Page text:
Transatlantic Trade and Investment Partnership

Transatlantic Trade and Investment Partnership

Capitol Report: CalChamber Voices Support for Transatlantic Partnership Agreement

(February 4, 2015) The California Chamber of Commerce is urging United States and European Union leaders to advance the largest regional trading and investment relationship in the world.

In the latest CalChamber Capitol Report, Susanne Stirling, CalChamber vice president of international affairs explains that although these negotiations have been ongoing since 2013, with new EU officials in place, there is a sense of a fresh start for these particular negotiations which will create new opportunities for a range of companies.

The Transatlantic Economy 2019
U.S. Chamber, March 20, 2019

The Transatlantic Economy 2019 report from the U.S. Chamber of Commerce and the American Chamber of Commerce to the EU documents the strength of the transatlantic economy, but also warns that accumulating frictions between the United States and Europe are testing the resilience of the world’s largest bilateral commercial relationship.

This report underscores that the economic relationship between the U.S. and Europe remains by far the largest on earth. Transatlantic trade and investment supports 16 million jobs on both sides of the Atlantic and generates close to $5.5 trillion in commercial sales a year and accounts for half of total global personal consumption. Over $3.75 billion in goods and services is traded across the Atlantic every single day. No place in the world has attracted more U.S. foreign direct investment (FDI) than Europe, and Europe remains by far the largest source of investment into the United States.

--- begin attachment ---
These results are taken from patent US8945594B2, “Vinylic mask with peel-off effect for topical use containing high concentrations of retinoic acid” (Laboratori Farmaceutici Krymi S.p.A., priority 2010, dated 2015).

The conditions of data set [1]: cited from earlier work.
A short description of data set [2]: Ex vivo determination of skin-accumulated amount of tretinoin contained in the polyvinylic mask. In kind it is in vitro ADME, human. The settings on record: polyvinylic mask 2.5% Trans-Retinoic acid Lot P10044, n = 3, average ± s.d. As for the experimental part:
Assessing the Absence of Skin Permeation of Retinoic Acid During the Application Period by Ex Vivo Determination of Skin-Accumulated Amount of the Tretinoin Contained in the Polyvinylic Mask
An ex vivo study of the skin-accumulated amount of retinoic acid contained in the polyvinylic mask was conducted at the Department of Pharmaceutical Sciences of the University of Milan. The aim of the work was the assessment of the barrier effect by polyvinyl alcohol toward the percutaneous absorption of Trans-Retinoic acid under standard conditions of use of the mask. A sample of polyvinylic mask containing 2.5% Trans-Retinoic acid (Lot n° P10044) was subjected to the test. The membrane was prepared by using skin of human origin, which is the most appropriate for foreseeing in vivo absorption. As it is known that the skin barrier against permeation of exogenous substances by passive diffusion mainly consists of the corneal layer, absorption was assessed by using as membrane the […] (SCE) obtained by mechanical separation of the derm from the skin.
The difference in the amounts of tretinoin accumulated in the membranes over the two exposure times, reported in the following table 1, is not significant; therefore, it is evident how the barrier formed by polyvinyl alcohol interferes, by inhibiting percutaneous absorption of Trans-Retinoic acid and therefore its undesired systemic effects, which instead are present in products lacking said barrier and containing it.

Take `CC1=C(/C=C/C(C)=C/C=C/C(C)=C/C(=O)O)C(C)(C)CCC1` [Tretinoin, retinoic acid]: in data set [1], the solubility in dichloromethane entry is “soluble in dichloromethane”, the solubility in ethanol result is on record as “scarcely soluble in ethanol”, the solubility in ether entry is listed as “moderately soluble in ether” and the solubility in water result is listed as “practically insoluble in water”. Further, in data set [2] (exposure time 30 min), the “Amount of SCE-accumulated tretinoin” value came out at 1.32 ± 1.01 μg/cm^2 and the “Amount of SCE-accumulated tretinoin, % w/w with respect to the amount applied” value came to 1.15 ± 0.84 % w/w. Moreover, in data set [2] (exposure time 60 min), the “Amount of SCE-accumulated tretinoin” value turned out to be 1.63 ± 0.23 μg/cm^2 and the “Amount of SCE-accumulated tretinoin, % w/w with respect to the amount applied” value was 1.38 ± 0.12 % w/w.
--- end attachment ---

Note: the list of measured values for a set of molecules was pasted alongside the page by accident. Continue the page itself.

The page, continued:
CalChamber Urges State Congressional Delegation to Support Transatlantic Economic Partnership CalChamber, September 1, 2015

Letter to California Congressional Delegation in Support of TTIP

TTIP in US congressional districts

The Case for Investing in Europe 2015 AmChams in Europe, May 2015

Business Coalition for Transatlantic Trade

The European Union is by far America’s largest international economic partner, with more than $1.5 trillion in goods, services, and income receipts flowing between the United States and the EU annually. A comprehensive transatlantic trade and investment agreement will eliminate tariffs and nontariff barriers, improve the compatibility of the U.S. and EU regulatory regimes, and liberalize investment, services and procurement. The Business Coalition for Transatlantic Trade will amplify the U.S. business community’s interest in this proposed agreement. To join the coalition, visit:

Trade Pacts will Strengthen our National Security